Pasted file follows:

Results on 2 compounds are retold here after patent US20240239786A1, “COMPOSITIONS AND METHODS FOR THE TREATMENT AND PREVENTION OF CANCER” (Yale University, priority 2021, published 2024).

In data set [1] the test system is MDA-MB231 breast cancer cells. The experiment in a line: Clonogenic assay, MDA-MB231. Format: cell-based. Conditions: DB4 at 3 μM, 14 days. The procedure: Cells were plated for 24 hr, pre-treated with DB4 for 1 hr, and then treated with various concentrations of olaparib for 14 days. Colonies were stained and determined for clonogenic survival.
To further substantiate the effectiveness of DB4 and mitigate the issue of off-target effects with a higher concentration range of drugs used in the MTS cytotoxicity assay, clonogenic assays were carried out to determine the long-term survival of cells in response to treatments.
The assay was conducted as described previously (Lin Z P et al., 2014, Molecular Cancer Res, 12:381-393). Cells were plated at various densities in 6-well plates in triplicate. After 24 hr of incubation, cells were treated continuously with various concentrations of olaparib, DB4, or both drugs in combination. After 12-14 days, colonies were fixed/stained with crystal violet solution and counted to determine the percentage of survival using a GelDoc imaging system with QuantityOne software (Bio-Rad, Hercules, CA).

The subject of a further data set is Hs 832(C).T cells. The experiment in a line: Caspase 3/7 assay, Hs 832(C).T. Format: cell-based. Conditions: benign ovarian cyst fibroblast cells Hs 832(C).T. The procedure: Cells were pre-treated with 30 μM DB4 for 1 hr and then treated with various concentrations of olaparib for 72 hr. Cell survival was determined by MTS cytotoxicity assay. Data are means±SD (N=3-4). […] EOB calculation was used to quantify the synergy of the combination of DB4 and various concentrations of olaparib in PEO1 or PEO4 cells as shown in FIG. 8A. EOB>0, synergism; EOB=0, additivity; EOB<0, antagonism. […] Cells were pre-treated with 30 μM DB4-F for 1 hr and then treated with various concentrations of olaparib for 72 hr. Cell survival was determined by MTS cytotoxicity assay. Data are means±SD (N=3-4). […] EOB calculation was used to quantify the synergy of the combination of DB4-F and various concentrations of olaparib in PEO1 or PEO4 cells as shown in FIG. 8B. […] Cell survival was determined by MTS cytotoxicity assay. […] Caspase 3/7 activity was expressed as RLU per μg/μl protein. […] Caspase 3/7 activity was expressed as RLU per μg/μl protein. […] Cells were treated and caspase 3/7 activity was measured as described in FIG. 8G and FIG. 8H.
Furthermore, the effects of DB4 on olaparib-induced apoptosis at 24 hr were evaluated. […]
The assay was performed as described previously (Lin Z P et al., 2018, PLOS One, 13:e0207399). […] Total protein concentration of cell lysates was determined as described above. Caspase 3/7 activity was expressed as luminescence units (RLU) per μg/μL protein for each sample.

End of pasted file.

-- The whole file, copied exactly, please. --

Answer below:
Results on 2 compounds are retold here after patent US20240239786A1, “COMPOSITIONS AND METHODS FOR THE TREATMENT AND PREVENTION OF CANCER” (Yale University, priority 2021, published 2024).

In data set [1] the test system is MDA-MB231 breast cancer cells. The experiment in a line: Clonogenic assay, MDA-MB231. Format: cell-based. Conditions: DB4 at 3 μM, 14 days. The procedure: Cells were plated for 24 hr, pre-treated with DB4 for 1 hr, and then treated with various concentrations of olaparib for 14 days. Colonies were stained and determined for clonogenic survival.
To further substantiate the effectiveness of DB4 and mitigate the issue of off-target effects with a higher concentration range of drugs used in the MTS cytotoxicity assay, clonogenic assays were carried out to determine the long-term survival of cells in response to treatments.
The assay was conducted as described previously (Lin Z P et al., 2014, Molecular Cancer Res, 12:381-393). Cells were plated at various densities in 6-well plates in triplicate. After 24 hr of incubation, cells were treated continuously with various concentrations of olaparib, DB4, or both drugs in combination. After 12-14 days, colonies were fixed/stained with crystal violet solution and counted to determine the percentage of survival using a GelDoc imaging system with QuantityOne software (Bio-Rad, Hercules, CA).

The subject of a further data set is Hs 832(C).T cells. The experiment in a line: Caspase 3/7 assay, Hs 832(C).T. Format: cell-based. Conditions: benign ovarian cyst fibroblast cells Hs 832(C).T. The procedure: Cells were pre-treated with 30 μM DB4 for 1 hr and then treated with various concentrations of olaparib for 72 hr. Cell survival was determined by MTS cytotoxicity assay. Data are means±SD (N=3-4). […] EOB calculation was used to quantify the synergy of the combination of DB4 and various concentrations of olaparib in PEO1 or PEO4 cells as shown in FIG. 8A. EOB>0, synergism; EOB=0, additivity; EOB<0, antagonism. […] Cells were pre-treated with 30 μM DB4-F for 1 hr and then treated with various concentrations of olaparib for 72 hr. Cell survival was determined by MTS cytotoxicity assay. Data are means±SD (N=3-4). […] EOB calculation was used to quantify the synergy of the combination of DB4-F and various concentrations of olaparib in PEO1 or PEO4 cells as shown in FIG. 8B. […] Cell survival was determined by MTS cytotoxicity assay. […] Caspase 3/7 activity was expressed as RLU per μg/μl protein. […] Caspase 3/7 activity was expressed as RLU per μg/μl protein. […] Cells were treated and caspase 3/7 activity was measured as described in FIG. 8G and FIG. 8H.
Furthermore, the effects of DB4 on olaparib-induced apoptosis at 24 hr were evaluated. […]
The assay was performed as described previously (Lin Z P et al., 2018, PLOS One, 13:e0207399). […] Total protein concentration of cell lysates was determined as described above. Caspase 3/7 activity was expressed as luminescence units (RLU) per μg/μL protein for each sample.